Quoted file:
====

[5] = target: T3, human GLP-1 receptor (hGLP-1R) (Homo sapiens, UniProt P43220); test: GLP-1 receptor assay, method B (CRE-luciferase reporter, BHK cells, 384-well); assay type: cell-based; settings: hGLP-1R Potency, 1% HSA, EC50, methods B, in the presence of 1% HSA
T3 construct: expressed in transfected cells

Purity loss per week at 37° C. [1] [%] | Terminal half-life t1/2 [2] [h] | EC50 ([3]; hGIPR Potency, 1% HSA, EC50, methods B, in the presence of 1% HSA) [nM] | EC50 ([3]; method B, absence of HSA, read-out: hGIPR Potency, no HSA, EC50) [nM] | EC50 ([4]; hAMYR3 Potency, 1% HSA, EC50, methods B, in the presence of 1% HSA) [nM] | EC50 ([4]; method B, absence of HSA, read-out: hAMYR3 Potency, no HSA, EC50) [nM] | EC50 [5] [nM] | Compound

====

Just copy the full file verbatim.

[5] = target: T3, human GLP-1 receptor (hGLP-1R) (Homo sapiens, UniProt P43220); test: GLP-1 receptor assay, method B (CRE-luciferase reporter, BHK cells, 384-well); assay type: cell-based; settings: hGLP-1R Potency, 1% HSA, EC50, methods B, in the presence of 1% HSA
T3 construct: expressed in transfected cells

Purity loss per week at 37° C. [1] [%] | Terminal half-life t1/2 [2] [h] | EC50 ([3]; hGIPR Potency, 1% HSA, EC50, methods B, in the presence of 1% HSA) [nM] | EC50 ([3]; method B, absence of HSA, read-out: hGIPR Potency, no HSA, EC50) [nM] | EC50 ([4]; hAMYR3 Potency, 1% HSA, EC50, methods B, in the presence of 1% HSA) [nM] | EC50 ([4]; method B, absence of HSA, read-out: hAMYR3 Potency, no HSA, EC50) [nM] | EC50 [5] [nM] | Compound